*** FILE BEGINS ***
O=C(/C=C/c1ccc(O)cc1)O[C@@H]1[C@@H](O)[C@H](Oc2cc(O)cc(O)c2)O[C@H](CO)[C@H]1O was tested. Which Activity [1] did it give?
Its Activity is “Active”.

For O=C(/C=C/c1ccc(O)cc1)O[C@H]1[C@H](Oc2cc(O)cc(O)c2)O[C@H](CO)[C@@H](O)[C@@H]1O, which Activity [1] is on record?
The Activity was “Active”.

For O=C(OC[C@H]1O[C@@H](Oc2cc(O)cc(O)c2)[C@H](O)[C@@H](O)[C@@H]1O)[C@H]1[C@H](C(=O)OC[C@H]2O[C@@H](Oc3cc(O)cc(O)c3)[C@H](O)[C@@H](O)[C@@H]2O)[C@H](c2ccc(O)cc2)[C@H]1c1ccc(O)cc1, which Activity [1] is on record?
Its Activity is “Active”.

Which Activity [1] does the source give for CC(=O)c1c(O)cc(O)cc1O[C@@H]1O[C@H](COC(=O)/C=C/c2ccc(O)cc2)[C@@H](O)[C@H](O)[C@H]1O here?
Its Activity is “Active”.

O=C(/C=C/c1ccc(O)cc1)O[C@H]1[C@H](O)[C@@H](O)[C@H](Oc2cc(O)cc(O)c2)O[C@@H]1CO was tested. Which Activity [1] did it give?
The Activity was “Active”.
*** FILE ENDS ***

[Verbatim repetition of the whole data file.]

O=C(/C=C/c1ccc(O)cc1)O[C@@H]1[C@@H](O)[C@H](Oc2cc(O)cc(O)c2)O[C@H](CO)[C@H]1O was tested. Which Activity [1] did it give?
Its Activity is “Active”.

For O=C(/C=C/c1ccc(O)cc1)O[C@H]1[C@H](Oc2cc(O)cc(O)c2)O[C@H](CO)[C@@H](O)[C@@H]1O, which Activity [1] is on record?
The Activity was “Active”.

For O=C(OC[C@H]1O[C@@H](Oc2cc(O)cc(O)c2)[C@H](O)[C@@H](O)[C@@H]1O)[C@H]1[C@H](C(=O)OC[C@H]2O[C@@H](Oc3cc(O)cc(O)c3)[C@H](O)[C@@H](O)[C@@H]2O)[C@H](c2ccc(O)cc2)[C@H]1c1ccc(O)cc1, which Activity [1] is on record?
Its Activity is “Active”.

Which Activity [1] does the source give for CC(=O)c1c(O)cc(O)cc1O[C@@H]1O[C@H](COC(=O)/C=C/c2ccc(O)cc2)[C@@H](O)[C@H](O)[C@H]1O here?
Its Activity is “Active”.

O=C(/C=C/c1ccc(O)cc1)O[C@H]1[C@H](O)[C@@H](O)[C@H](Oc2cc(O)cc(O)c2)O[C@@H]1CO was tested. Which Activity [1] did it give?
The Activity was “Active”.